If you are fortunate enough to have low effort-high impact items on the list, pursue them.

High effort-high impact areas are where the rubber meets the road. As humans, we are inherently emotional beings prone to undervalue the high impact-high effort items in order to protect our egos. This is the same reason I choose to shoot free throws every time I’m at the gym. As an 87% free throw shooter in high school, my ego loves the free throw line – off-handed ball handling and shooting… not so much.

What is the one thing from the high effort-high impact list that will bring about the greatest evolution and advancement toward your goal? Concentrate your efforts on this “One Thing”. Set a reasonable timeline to learn, practice and implement these changes. Stay focused until you can apply the new methods consistently when under pressure.

What is the value of a professional coach?

  • To help you recognize the high impact-high efforts areas.
  • To help you understand that what your brain perceives as Mt. Everest is emotional fiction, the reality is a countryside rolling hill.
  • To force you to work on the highest impact area of your game, which typically requires the greatest emotional resiliency.


My daughter Madalena will be graduating from UW Madison this spring. Looking back and comparing pictures of her as an incoming freshman to a graduating senior I am in awe… such phenomenal growth. Why in the hell should accelerated growth be exclusive to the young?

With every breath keep growing! – Tony


November 5, 2018

Are you working for a Mushroom Leader?

“I never saw your future only your possibilities” – Billy, counselor at The Refuge

Coaching youth sports for over 20 years created some of my favorite life memories. Youthful souls, hungry to learn and full of energy. I view my role as coach with this simple objective: learning how to compete, win and lose well is foundational to a successful life. The accelerated learning loop of athletics might be its greatest asset. Attempt, fail, assess, adjust, try again. That loop can happen dozens of times in one game. Learning to compete requires mental resiliency, the common trait among top career professionals.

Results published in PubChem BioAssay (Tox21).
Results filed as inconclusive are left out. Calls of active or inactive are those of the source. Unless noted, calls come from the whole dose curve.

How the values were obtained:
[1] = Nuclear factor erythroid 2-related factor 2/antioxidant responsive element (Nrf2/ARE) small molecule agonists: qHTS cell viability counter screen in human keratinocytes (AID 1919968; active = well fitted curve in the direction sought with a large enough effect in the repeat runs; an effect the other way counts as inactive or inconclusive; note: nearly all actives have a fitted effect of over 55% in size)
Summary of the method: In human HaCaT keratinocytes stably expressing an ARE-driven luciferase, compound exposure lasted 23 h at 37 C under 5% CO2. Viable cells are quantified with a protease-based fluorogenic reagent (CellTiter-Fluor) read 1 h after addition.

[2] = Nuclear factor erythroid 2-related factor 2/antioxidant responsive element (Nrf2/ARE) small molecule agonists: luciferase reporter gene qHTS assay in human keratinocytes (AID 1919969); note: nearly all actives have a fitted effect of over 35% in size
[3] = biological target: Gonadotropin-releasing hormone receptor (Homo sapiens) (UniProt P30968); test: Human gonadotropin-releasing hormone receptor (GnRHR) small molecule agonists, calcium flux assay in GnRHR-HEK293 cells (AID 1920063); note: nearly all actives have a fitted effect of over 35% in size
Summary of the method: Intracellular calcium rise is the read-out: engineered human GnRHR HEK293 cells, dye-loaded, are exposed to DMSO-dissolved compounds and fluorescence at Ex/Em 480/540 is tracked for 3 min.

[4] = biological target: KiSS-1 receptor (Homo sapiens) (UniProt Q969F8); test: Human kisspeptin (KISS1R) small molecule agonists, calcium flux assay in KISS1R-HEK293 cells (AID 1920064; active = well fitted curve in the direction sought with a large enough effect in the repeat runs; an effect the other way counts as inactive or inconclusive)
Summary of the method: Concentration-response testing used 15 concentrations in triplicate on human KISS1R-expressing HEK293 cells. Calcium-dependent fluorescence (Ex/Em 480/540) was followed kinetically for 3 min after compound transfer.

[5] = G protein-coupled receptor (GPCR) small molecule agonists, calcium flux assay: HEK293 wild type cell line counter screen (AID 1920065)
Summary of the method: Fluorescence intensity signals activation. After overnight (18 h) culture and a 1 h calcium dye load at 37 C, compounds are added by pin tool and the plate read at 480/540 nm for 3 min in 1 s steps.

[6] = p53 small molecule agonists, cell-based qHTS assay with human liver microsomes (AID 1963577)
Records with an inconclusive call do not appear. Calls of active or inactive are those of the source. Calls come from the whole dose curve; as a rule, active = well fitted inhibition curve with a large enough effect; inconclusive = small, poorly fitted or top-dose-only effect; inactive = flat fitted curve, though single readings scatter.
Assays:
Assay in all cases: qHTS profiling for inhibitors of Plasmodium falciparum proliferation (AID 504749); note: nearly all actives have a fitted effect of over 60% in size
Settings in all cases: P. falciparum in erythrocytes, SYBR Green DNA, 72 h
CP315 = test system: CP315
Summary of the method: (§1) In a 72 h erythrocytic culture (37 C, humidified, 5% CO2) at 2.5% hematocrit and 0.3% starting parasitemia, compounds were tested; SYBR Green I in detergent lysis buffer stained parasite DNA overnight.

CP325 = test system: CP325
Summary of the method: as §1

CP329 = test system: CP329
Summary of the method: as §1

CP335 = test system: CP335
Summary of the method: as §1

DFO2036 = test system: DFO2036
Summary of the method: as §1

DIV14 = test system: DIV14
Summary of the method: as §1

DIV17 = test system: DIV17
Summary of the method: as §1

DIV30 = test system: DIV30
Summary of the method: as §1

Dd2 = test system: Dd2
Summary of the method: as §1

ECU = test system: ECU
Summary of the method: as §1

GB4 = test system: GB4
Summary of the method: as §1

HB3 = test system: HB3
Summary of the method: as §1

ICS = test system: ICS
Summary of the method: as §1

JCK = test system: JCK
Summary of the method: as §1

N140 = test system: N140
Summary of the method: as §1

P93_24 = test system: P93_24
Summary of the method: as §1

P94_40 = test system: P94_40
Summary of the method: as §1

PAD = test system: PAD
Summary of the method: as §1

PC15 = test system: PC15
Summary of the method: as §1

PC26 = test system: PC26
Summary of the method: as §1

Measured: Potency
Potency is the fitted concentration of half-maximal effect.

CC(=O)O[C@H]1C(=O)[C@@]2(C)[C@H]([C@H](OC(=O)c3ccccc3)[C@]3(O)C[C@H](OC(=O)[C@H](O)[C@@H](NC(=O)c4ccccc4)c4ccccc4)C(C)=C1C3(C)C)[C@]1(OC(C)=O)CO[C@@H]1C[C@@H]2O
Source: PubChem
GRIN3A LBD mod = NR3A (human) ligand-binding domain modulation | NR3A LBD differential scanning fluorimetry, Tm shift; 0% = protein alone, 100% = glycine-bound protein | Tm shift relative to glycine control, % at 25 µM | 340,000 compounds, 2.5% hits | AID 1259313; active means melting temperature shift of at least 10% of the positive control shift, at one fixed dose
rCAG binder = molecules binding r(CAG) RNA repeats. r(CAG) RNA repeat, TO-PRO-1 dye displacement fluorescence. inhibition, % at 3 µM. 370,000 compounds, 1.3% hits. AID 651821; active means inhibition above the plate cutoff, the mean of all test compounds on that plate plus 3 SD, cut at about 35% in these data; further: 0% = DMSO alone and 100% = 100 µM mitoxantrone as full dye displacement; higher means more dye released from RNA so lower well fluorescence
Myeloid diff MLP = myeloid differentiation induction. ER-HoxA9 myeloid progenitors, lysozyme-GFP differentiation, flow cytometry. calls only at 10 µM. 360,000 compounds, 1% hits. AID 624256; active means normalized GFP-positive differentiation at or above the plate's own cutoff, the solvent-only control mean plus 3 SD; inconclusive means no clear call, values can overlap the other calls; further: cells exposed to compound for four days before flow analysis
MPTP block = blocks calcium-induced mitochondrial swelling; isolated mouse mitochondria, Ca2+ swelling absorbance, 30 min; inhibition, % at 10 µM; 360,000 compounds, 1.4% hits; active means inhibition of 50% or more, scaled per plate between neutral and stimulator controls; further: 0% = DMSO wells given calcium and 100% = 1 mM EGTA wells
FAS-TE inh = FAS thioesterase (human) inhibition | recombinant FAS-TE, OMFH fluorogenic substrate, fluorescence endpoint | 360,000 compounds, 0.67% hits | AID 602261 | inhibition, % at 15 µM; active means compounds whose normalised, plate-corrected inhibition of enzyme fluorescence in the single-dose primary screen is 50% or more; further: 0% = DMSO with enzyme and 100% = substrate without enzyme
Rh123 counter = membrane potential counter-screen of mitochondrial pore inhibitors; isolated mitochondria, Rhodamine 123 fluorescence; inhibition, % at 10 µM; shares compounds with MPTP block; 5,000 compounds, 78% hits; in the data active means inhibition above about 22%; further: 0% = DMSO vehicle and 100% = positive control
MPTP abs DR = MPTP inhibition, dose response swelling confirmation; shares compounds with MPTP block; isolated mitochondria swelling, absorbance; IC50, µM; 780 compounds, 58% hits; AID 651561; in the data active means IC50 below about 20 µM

Years back when my sons were in grade school, a new director took over the town baseball program. Their first action was changing the names of the teams from the Cubs, Pirates and Tigers to the Raspberries, Blueberries and Strawberries. Yes, this is a true story, you can’t make this up. Their next move, we were no longer to keep score and statistics. The purpose was to avoid exposing kids to failure and act like some protective bubble from the reality of life. The change was initiated out of fear for the children’s’ feelings and emotional state. Irrational and ridiculous, right? When the kid strikes out at the plate, it’s impossible for their peers and parents to unsee what just happened. In life, when has any good come from hiding a failed attempt? The essence of a great athletic experience that comes from embracing outcomes with encouragement and proper guidance, was destroyed. The response was overwhelmingly negative, and the director was replaced, thankfully, the following year.

At various industry speaking events, I focus on helping operators improve their recruiting efforts. I am shocked at the large numbers of companies that refuse to share financials, profit and loss statements, with employees. When asking them “Why?” the responses range from “confidentiality” to “the people’s inability to handle it” or “it’s just not our traditional way”.  These responses are rooted in an irrational fear of some sort, you can see it in their eyes. A more honest answer might be, operators either feel guilty because of the high profits they are making and low compensations they are paying their employees or embarrassment of the low profits the company is generating as it negatively reflects their poor leadership. Not sharing financials is called the “Mushroom Management” approach, avoiding the facts and not allowing the crucial conversations to take place. Consistently the results are disengaged people and high turnover rates, mixed with mediocre talent, delivering low profits.